Tuesday, March 27, 2012

How Many Hairs on a Woozy's Tail?

by KAK  

 L. Frank Baum holds the title for "Earliest Influence" in my literary life. I learned to read with the Oz series. Tik-Tok, Pumpkinhead, the magic carpet, the Woozy, ...what?

What do mean you haven't heard of... 

Oh, for Pete's sake. Baum wrote some fourteen books about the world of Oz. That doesn't include the comic strips, the novellas, or the shorts about the Wonderful World of Oz. Not every Oz book involved ruby slippers, munchkins, or flying monkeys. Heck, the second book in the series doesn't involve Dorothy! It's about a boy named Tip.

My love of unusual names can be directly traced back to Baum. Who names their characters "Rinkitink," "Ozma," or "Woggle-Bug"? He created cities named Yip and Pinagree, and, of course, Oz. Beyond the Tin-man (who has his own book, btw) and the Scarecrow (also the star of his own book), we have such characters as the Wheelers, Kiki Aru, and the Glass Cat.

Baum's books left me with more than an affinity for names descriptive, strange, or pun-ny. His characters taught me appearances have a lot to do with initial perception but not personal (or plot) development. Baum gave me an appreciation for fantasy, for the endless possibilities in worlds other than my own. While I love historical fiction and paranormal, my genre-of-the-heart is fantasy because of Baum.

Flatheads versus the Skeezers

In Glinda of Oz, the final book of Baum's Oz series, Dorothy returns to Oz to help Glinda (the "Good Witch" for you "Wicked" fans) broker peace between two warring Ozian races -- the Flatheads and the Skeezers. Nearly a hundred years after Glinda was posthumously published, I can assure you, the Flatheads and Skeezers have made it earth and infiltrated humanity. Campaign season is their time to shine. I'm pretty sure the Nome King is running for President.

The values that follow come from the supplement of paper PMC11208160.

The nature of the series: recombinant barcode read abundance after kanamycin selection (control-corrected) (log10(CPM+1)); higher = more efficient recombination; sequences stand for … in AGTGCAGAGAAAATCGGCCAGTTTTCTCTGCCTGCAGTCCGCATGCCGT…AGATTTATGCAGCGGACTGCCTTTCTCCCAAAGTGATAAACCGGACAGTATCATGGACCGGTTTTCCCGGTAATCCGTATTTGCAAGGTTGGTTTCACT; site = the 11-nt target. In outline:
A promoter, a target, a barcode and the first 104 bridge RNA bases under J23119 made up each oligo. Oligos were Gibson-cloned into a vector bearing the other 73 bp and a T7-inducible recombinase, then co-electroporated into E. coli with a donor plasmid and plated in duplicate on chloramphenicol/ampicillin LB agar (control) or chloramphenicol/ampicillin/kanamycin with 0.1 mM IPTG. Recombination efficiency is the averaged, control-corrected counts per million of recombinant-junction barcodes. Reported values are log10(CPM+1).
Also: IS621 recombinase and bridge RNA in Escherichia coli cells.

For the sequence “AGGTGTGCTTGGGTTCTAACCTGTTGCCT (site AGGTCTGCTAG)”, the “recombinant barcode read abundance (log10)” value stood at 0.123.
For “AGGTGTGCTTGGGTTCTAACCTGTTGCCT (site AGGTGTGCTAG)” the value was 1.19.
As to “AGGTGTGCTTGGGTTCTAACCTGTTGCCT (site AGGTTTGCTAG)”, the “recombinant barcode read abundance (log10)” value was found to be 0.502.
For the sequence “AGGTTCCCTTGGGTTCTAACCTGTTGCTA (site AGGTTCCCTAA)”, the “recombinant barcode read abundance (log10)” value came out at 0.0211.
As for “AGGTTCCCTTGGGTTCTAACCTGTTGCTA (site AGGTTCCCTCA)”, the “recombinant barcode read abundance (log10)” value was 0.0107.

Have any of you, dear readers, read one of Baum's Oz books? Can one of you tell me how many hairs are on a Woozy's tail?

10 comments:

  1. Sorry, I only read The Wizard of Oz - but I did read the original version, so that's something. They always sounded like interesting books, and I meant to read them, but then I'd get distracted.

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    1. At least you read the first book! There was something about the drawings that wouldn't let me leave the books alone for too long.

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  2. I read 'em all, yes. Some of the stories got very strangely tangential and I remember being squicked out by the glass cat. I'm sure there's all sort of Baum in my head, swirling around.

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    1. It might have been "Bungle's" visible pink brains. Dorothy could see the "marbles" move when the cat thought, which is a wee bit icky.

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  3. I never read any of the Oz books, and I have no idea why. Think I'm going to have to remedy that. :)

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    1. You have the perfect excuse! Be warned, though, hardback copies are worth hundreds of dollars.

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  4. I loved the OZ books--all of them. TikTok, The Hungry Tiger, and Belina, friends of my childhood. They're why I never particularly cared for WICKED (the book or the musical, although the music is awesome as is the staging and some of the lines) because you just can't change history like that.

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    1. Yes! Another Baum-ite! I agree about the series of WICKED books. Sure, I appreciate re-creating a backstory for popular secondary characters and renewing interest in the world of OZ, but...yeah.

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